Is Tucson the best city for Mexican food in the United States?


“At [Top Chef], I was adding fish sauce and sesame to a mole – if an old lady in Mexico had seen that, she would have hit me with a wooden spoon,” says Maria. But it was that kind of risk-taking that propelled her to victory. The same could be said of the dishes I devour at her house: grilled cauliflower tacos with madras curry, orange zest and coriander oil; a mushroom-based chorizo; and the famous ever-changing fries and salsa flights. Today, Maria’s signature potato chips come with everything from Mexican chipotle salsa to Asian peanut sauce. On the one hand, she says, “I’m going to give you a real Mexican experience, and it’s beautiful. But also, she adds, “I’m going to make you a salsa that can be influenced by Indian cuisine, by Japanese cuisine or by Italian cuisine. And that, I can confirm, it’s beautiful too.

While Mexican desserts like tres leches cakes, orejas (puff pastry cookies), and conchas (sweet rolls) abound in Tucson, Sonoran sweets are harder to find. But I was determined to hunt down these coyotas. They’re a staple in the town of Hermosillo, three hours south of the border, but elusive in Tucson. According to Maribel, “They’re still a cottage industry in Sonora—and if you live in Tucson, you’re probably talking about someone bringing them to you from Hermosillo.”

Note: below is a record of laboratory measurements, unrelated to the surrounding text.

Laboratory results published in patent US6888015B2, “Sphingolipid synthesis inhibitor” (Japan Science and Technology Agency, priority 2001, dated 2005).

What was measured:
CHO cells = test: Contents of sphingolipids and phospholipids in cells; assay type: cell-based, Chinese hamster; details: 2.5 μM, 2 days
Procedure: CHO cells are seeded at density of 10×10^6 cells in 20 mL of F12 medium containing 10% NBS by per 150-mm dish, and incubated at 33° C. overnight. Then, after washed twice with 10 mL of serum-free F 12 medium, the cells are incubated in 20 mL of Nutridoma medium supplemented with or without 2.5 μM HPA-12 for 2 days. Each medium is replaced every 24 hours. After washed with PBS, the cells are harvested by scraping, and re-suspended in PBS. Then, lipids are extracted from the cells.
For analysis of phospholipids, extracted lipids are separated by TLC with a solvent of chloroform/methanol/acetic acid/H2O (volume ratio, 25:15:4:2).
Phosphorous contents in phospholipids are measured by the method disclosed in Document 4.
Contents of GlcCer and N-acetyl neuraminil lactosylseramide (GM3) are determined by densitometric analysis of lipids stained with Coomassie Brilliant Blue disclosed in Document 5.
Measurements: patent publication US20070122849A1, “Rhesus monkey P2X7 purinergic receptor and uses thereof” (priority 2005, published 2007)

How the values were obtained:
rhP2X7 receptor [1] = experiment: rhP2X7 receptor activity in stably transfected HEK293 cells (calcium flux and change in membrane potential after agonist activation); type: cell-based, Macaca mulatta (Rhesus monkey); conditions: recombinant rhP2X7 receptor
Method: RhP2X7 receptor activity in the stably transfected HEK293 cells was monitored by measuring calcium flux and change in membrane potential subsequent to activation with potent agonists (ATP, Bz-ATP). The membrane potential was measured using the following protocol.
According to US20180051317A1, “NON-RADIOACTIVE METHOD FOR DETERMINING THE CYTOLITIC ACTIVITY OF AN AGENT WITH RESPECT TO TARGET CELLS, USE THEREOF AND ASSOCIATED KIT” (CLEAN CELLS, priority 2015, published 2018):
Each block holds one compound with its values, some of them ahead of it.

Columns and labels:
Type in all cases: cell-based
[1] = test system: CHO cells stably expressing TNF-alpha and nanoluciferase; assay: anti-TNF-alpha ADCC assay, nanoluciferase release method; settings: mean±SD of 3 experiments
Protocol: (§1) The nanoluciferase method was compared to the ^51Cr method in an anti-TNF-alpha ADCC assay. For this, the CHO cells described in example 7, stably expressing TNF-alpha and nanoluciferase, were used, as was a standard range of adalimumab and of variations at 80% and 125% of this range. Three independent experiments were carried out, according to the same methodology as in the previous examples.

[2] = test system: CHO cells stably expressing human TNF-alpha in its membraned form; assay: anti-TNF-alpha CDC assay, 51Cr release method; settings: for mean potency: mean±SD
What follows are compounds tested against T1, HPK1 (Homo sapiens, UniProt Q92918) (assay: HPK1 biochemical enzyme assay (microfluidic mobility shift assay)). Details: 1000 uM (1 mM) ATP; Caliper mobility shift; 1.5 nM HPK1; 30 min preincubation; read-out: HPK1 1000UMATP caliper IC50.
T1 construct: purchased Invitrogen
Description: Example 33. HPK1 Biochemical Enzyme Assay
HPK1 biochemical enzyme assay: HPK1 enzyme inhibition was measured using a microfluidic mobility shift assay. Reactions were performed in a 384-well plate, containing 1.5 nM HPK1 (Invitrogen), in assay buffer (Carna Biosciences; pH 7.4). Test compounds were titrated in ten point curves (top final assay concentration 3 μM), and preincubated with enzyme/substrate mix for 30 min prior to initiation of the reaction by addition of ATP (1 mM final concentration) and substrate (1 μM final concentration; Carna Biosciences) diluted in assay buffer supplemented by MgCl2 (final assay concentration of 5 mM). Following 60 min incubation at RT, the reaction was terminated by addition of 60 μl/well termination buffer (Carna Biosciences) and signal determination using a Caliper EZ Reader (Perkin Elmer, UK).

However, I found a local seller: Dolce Pastello. When I passed by yesterday, the owner Aide Almazan told me that she had two kinds in stock: pineapple and pumpkin. For the record, I’m grateful for all the coyotas, and the pineapple in particular was transcendent. Still, I had been disappointed not to find the traditional variety filled with cane sugar – and when Aide said she would try to get some for me, my hunt began.

Finally, as I wait, I see his phone light up with what must be the long-awaited call: the man I need is outside, so I jump off my bar stool and accompany Help to at the parking. The man, who happens to be Aide’s father-in-law, doesn’t know what hit him as I take custody of the basket his wife, baker Maria Ofilia Almazan Serecer, sent him here.

Apologizing for my behavior, I bring my loot to a counter, where I rummage through it like a jackal. Caramel? Awesome! Strawberry? Why not? More pineapple? I take them. But cane sugar is nowhere to be found. Then I look at the counter and see that Aide has put some aside for me. Without wasting time, I remove the protective plastic. Right after the rich, flaky surface, my teeth sink into all the candy cane filling. I’ve seen the ingredient – which looks a bit like a solid piece of crystallized honey – in Mexican stores, but never imagined how soft it could be, or how ethereal it could taste. . If I had known, I might never have left Tucson in the first place.


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